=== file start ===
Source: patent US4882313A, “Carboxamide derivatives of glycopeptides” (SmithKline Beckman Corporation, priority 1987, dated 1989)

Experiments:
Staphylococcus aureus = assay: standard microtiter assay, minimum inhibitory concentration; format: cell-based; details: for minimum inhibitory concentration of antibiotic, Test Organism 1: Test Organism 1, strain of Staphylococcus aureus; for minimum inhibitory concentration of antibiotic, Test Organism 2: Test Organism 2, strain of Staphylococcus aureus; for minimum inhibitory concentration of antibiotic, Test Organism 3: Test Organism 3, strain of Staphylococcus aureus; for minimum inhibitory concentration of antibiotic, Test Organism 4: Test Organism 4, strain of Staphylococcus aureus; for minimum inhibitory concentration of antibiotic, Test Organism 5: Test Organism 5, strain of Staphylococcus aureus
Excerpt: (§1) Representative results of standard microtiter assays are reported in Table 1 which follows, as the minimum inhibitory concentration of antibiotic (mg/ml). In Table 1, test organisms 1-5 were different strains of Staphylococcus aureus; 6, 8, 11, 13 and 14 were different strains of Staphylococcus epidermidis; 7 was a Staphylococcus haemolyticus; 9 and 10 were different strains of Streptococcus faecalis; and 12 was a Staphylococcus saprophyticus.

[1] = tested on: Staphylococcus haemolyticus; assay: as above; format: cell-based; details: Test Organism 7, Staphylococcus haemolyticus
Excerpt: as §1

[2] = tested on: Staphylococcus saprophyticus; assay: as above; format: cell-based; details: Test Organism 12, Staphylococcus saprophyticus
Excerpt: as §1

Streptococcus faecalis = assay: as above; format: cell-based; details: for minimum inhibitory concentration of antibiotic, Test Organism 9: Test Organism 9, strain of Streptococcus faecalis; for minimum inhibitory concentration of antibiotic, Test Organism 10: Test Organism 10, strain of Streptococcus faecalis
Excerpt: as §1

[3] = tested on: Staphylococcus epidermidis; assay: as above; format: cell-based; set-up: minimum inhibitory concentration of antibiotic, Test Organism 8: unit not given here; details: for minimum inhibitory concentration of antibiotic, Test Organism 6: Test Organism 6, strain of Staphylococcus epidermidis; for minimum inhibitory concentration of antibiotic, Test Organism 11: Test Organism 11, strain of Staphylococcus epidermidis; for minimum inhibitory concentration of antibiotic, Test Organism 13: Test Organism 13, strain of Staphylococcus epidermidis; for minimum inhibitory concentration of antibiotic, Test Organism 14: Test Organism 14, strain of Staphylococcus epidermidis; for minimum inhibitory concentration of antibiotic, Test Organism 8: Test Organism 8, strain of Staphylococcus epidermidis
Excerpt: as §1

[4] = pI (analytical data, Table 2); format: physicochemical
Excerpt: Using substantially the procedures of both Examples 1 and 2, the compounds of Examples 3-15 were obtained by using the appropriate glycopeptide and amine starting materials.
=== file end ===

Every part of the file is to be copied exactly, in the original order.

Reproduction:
Source: patent US4882313A, “Carboxamide derivatives of glycopeptides” (SmithKline Beckman Corporation, priority 1987, dated 1989)

Experiments:
Staphylococcus aureus = assay: standard microtiter assay, minimum inhibitory concentration; format: cell-based; details: for minimum inhibitory concentration of antibiotic, Test Organism 1: Test Organism 1, strain of Staphylococcus aureus; for minimum inhibitory concentration of antibiotic, Test Organism 2: Test Organism 2, strain of Staphylococcus aureus; for minimum inhibitory concentration of antibiotic, Test Organism 3: Test Organism 3, strain of Staphylococcus aureus; for minimum inhibitory concentration of antibiotic, Test Organism 4: Test Organism 4, strain of Staphylococcus aureus; for minimum inhibitory concentration of antibiotic, Test Organism 5: Test Organism 5, strain of Staphylococcus aureus
Excerpt: (§1) Representative results of standard microtiter assays are reported in Table 1 which follows, as the minimum inhibitory concentration of antibiotic (mg/ml). In Table 1, test organisms 1-5 were different strains of Staphylococcus aureus; 6, 8, 11, 13 and 14 were different strains of Staphylococcus epidermidis; 7 was a Staphylococcus haemolyticus; 9 and 10 were different strains of Streptococcus faecalis; and 12 was a Staphylococcus saprophyticus.

[1] = tested on: Staphylococcus haemolyticus; assay: as above; format: cell-based; details: Test Organism 7, Staphylococcus haemolyticus
Excerpt: as §1

[2] = tested on: Staphylococcus saprophyticus; assay: as above; format: cell-based; details: Test Organism 12, Staphylococcus saprophyticus
Excerpt: as §1

Streptococcus faecalis = assay: as above; format: cell-based; details: for minimum inhibitory concentration of antibiotic, Test Organism 9: Test Organism 9, strain of Streptococcus faecalis; for minimum inhibitory concentration of antibiotic, Test Organism 10: Test Organism 10, strain of Streptococcus faecalis
Excerpt: as §1

[3] = tested on: Staphylococcus epidermidis; assay: as above; format: cell-based; set-up: minimum inhibitory concentration of antibiotic, Test Organism 8: unit not given here; details: for minimum inhibitory concentration of antibiotic, Test Organism 6: Test Organism 6, strain of Staphylococcus epidermidis; for minimum inhibitory concentration of antibiotic, Test Organism 11: Test Organism 11, strain of Staphylococcus epidermidis; for minimum inhibitory concentration of antibiotic, Test Organism 13: Test Organism 13, strain of Staphylococcus epidermidis; for minimum inhibitory concentration of antibiotic, Test Organism 14: Test Organism 14, strain of Staphylococcus epidermidis; for minimum inhibitory concentration of antibiotic, Test Organism 8: Test Organism 8, strain of Staphylococcus epidermidis
Excerpt: as §1

[4] = pI (analytical data, Table 2); format: physicochemical
Excerpt: Using substantially the procedures of both Examples 1 and 2, the compounds of Examples 3-15 were obtained by using the appropriate glycopeptide and amine starting materials.